The conclusion is both exhilarating and sad, with difficult choices yielding devastating consequences
A good road story is often times more about the journey inward as it is about the journey itself. (“Journey before destination.” Hmm, someone should write that down.) It is uncommon to read a story that treats both types of journeys with enough care that both the characters and the reader experience an enlightened perspective when all is said and done. Jeffrey Hall’s concluding entry into his Welkin duology, “The Nation of Madness,” is such a story: as harrowing as it is hopeful, as challenging as it is cathartic.
This sequel to “City of a Thousand Faces” excels on its predecessor on almost every level. I greatly enjoyed my introduction to the world of Chilongua, a jungle-based continent of countless environmental dangers, of memorable characters with genuine internal struggles. We last left our band of mismatched refugees as they are on the run to a mythical city at the edge of their world, seeking asylum from political and supernatural enemies that wish to kill or enslave them. “The Nation of Madness” picks up right where “City of a Thousand Faces” leaves off, as our band is about to leave all traces of their known civilization behind and enter the Deep Jungle. Threats are escalated to new, terrifying heights, while betrayal and strife between our main characters have frayed all relationships down to their final threads. Irtha’s primal, addiction-fueled animal urges are on the verge of overpowering her consciousness for good. Relationships with Soli and the rest of the companions sour with each new obstacle the group encounters. And you can be sure that those obstacles come fast and heavy. If you thought it difficult to pause for breath in the first book, then this sequel with do your anxiety no favors. The Deep itself is a predator to all prey that live within it. No matter how large a bloodthirsty beast or poisonous plant (or monstrous hybrid of the two), there is always something nastier looming around the bend, emphasizing just how far down the food chain our characters stand.
But with all of the various physical hardships Irtha and the gang face, the more compelling area of the story lies within Irtha herself. Her struggles with addiction to the motherseed is well written and compelling, but what interested me more was Irtha’s struggle to understand her lot in life: her willingness to stop hating herself and allow herself to heal; to allow her relationship with her brother to grow by slowly letting him go; by discovering confidence and assuredness and bravery when the night is at its darkest and hope was at its most fleeting. I harped about lack of character development in the early stages of the previous book, and I’m happy to report that Hall makes up for it in spades this time around. All of these characters are flawed and broken, and Hall does not shy away from putting these flaws under a spotlight. While the middle section of the previous book felt like one long action scene, the scales are balanced much better this time around, and the characters have become much more lifelike because of it.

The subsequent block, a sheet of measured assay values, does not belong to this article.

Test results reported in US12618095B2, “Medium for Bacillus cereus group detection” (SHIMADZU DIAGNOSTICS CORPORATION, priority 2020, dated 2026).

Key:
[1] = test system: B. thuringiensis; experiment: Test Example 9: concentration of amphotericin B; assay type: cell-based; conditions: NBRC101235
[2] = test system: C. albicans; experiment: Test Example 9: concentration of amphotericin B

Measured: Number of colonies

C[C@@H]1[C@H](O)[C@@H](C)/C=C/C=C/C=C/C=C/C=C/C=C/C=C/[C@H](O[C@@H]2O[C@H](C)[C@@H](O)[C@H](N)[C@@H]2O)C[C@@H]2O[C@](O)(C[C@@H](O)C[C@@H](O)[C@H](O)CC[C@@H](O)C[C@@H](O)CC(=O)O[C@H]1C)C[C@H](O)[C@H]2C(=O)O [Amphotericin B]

The conclusion to the Welkin duology is both exhilarating and sad, with difficult choices yielding devastating consequences. Hall does not shy away from punishing his characters with every thrilling and taxing step towards the finish line. The fate of the characters is truly earned by story’s end, which delivers a wide range of emotions that has left me drained, yet eager for more. Luckily, the author has included a short story from an upcoming Chilongua-based anthology that will be released soon, with another duology on the way. I’ll certainly be keeping an eye on this author in the months and years ahead, and I suggest that you do so as well.
Review by Adam Weller
8.6/10 from 1 reviews
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